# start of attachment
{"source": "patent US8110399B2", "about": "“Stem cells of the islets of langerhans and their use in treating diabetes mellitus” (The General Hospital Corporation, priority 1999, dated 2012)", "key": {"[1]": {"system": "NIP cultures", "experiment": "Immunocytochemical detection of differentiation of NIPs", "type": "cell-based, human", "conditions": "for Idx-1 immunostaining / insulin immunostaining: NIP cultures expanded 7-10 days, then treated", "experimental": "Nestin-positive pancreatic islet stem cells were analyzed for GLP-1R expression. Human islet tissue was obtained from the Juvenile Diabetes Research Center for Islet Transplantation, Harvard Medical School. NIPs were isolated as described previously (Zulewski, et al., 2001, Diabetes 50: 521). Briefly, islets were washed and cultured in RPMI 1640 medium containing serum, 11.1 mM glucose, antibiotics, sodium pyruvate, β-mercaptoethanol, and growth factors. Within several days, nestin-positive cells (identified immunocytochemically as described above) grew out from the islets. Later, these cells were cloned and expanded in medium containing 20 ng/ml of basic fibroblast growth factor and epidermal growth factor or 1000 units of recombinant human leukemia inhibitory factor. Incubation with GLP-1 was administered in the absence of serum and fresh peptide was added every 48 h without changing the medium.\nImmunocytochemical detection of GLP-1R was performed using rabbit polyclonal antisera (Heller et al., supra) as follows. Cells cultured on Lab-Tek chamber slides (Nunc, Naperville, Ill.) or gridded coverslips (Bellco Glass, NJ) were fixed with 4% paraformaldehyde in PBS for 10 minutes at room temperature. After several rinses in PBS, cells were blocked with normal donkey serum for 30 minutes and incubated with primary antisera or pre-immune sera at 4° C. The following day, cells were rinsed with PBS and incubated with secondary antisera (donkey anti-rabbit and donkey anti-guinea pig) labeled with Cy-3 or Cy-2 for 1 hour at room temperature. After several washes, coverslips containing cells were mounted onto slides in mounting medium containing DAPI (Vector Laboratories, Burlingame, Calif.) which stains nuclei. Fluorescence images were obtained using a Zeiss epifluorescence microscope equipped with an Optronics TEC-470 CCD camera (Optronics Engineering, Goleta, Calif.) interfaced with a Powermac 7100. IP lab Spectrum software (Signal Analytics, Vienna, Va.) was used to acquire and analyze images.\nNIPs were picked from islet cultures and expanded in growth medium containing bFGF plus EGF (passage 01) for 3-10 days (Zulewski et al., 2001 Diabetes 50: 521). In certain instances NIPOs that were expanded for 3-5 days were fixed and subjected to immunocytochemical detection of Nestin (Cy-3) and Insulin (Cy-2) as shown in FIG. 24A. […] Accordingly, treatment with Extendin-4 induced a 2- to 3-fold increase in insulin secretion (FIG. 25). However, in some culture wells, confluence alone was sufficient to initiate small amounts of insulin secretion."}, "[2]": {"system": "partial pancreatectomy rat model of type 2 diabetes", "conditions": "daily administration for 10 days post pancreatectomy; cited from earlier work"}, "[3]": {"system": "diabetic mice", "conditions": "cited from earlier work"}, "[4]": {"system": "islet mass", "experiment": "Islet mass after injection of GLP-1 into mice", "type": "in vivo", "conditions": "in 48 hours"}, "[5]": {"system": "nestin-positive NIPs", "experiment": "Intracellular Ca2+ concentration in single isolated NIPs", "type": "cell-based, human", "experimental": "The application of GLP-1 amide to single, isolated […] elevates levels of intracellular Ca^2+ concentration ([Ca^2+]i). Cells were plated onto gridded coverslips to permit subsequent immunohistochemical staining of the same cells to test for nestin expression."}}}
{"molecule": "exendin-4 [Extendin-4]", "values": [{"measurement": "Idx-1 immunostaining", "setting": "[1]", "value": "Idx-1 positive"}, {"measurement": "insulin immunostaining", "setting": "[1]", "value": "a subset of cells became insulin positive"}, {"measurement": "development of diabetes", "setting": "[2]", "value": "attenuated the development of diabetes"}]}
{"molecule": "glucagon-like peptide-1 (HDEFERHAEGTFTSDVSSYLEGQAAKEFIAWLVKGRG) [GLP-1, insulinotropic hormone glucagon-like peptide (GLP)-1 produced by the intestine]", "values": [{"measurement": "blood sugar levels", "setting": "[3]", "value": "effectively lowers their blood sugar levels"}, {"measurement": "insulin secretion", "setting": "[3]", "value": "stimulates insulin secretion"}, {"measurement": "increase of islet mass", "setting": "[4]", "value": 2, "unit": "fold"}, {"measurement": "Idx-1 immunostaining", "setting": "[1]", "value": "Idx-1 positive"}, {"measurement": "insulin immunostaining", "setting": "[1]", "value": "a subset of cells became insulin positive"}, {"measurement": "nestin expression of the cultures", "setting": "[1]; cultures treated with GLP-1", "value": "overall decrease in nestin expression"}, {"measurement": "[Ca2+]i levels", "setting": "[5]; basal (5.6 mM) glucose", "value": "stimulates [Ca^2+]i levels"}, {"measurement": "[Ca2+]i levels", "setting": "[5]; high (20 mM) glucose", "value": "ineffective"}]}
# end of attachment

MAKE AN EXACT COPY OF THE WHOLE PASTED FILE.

{"source": "patent US8110399B2", "about": "“Stem cells of the islets of langerhans and their use in treating diabetes mellitus” (The General Hospital Corporation, priority 1999, dated 2012)", "key": {"[1]": {"system": "NIP cultures", "experiment": "Immunocytochemical detection of differentiation of NIPs", "type": "cell-based, human", "conditions": "for Idx-1 immunostaining / insulin immunostaining: NIP cultures expanded 7-10 days, then treated", "experimental": "Nestin-positive pancreatic islet stem cells were analyzed for GLP-1R expression. Human islet tissue was obtained from the Juvenile Diabetes Research Center for Islet Transplantation, Harvard Medical School. NIPs were isolated as described previously (Zulewski, et al., 2001, Diabetes 50: 521). Briefly, islets were washed and cultured in RPMI 1640 medium containing serum, 11.1 mM glucose, antibiotics, sodium pyruvate, β-mercaptoethanol, and growth factors. Within several days, nestin-positive cells (identified immunocytochemically as described above) grew out from the islets. Later, these cells were cloned and expanded in medium containing 20 ng/ml of basic fibroblast growth factor and epidermal growth factor or 1000 units of recombinant human leukemia inhibitory factor. Incubation with GLP-1 was administered in the absence of serum and fresh peptide was added every 48 h without changing the medium.\nImmunocytochemical detection of GLP-1R was performed using rabbit polyclonal antisera (Heller et al., supra) as follows. Cells cultured on Lab-Tek chamber slides (Nunc, Naperville, Ill.) or gridded coverslips (Bellco Glass, NJ) were fixed with 4% paraformaldehyde in PBS for 10 minutes at room temperature. After several rinses in PBS, cells were blocked with normal donkey serum for 30 minutes and incubated with primary antisera or pre-immune sera at 4° C. The following day, cells were rinsed with PBS and incubated with secondary antisera (donkey anti-rabbit and donkey anti-guinea pig) labeled with Cy-3 or Cy-2 for 1 hour at room temperature. After several washes, coverslips containing cells were mounted onto slides in mounting medium containing DAPI (Vector Laboratories, Burlingame, Calif.) which stains nuclei. Fluorescence images were obtained using a Zeiss epifluorescence microscope equipped with an Optronics TEC-470 CCD camera (Optronics Engineering, Goleta, Calif.) interfaced with a Powermac 7100. IP lab Spectrum software (Signal Analytics, Vienna, Va.) was used to acquire and analyze images.\nNIPs were picked from islet cultures and expanded in growth medium containing bFGF plus EGF (passage 01) for 3-10 days (Zulewski et al., 2001 Diabetes 50: 521). In certain instances NIPOs that were expanded for 3-5 days were fixed and subjected to immunocytochemical detection of Nestin (Cy-3) and Insulin (Cy-2) as shown in FIG. 24A. […] Accordingly, treatment with Extendin-4 induced a 2- to 3-fold increase in insulin secretion (FIG. 25). However, in some culture wells, confluence alone was sufficient to initiate small amounts of insulin secretion."}, "[2]": {"system": "partial pancreatectomy rat model of type 2 diabetes", "conditions": "daily administration for 10 days post pancreatectomy; cited from earlier work"}, "[3]": {"system": "diabetic mice", "conditions": "cited from earlier work"}, "[4]": {"system": "islet mass", "experiment": "Islet mass after injection of GLP-1 into mice", "type": "in vivo", "conditions": "in 48 hours"}, "[5]": {"system": "nestin-positive NIPs", "experiment": "Intracellular Ca2+ concentration in single isolated NIPs", "type": "cell-based, human", "experimental": "The application of GLP-1 amide to single, isolated […] elevates levels of intracellular Ca^2+ concentration ([Ca^2+]i). Cells were plated onto gridded coverslips to permit subsequent immunohistochemical staining of the same cells to test for nestin expression."}}}
{"molecule": "exendin-4 [Extendin-4]", "values": [{"measurement": "Idx-1 immunostaining", "setting": "[1]", "value": "Idx-1 positive"}, {"measurement": "insulin immunostaining", "setting": "[1]", "value": "a subset of cells became insulin positive"}, {"measurement": "development of diabetes", "setting": "[2]", "value": "attenuated the development of diabetes"}]}
{"molecule": "glucagon-like peptide-1 (HDEFERHAEGTFTSDVSSYLEGQAAKEFIAWLVKGRG) [GLP-1, insulinotropic hormone glucagon-like peptide (GLP)-1 produced by the intestine]", "values": [{"measurement": "blood sugar levels", "setting": "[3]", "value": "effectively lowers their blood sugar levels"}, {"measurement": "insulin secretion", "setting": "[3]", "value": "stimulates insulin secretion"}, {"measurement": "increase of islet mass", "setting": "[4]", "value": 2, "unit": "fold"}, {"measurement": "Idx-1 immunostaining", "setting": "[1]", "value": "Idx-1 positive"}, {"measurement": "insulin immunostaining", "setting": "[1]", "value": "a subset of cells became insulin positive"}, {"measurement": "nestin expression of the cultures", "setting": "[1]; cultures treated with GLP-1", "value": "overall decrease in nestin expression"}, {"measurement": "[Ca2+]i levels", "setting": "[5]; basal (5.6 mM) glucose", "value": "stimulates [Ca^2+]i levels"}, {"measurement": "[Ca2+]i levels", "setting": "[5]; high (20 mM) glucose", "value": "ineffective"}]}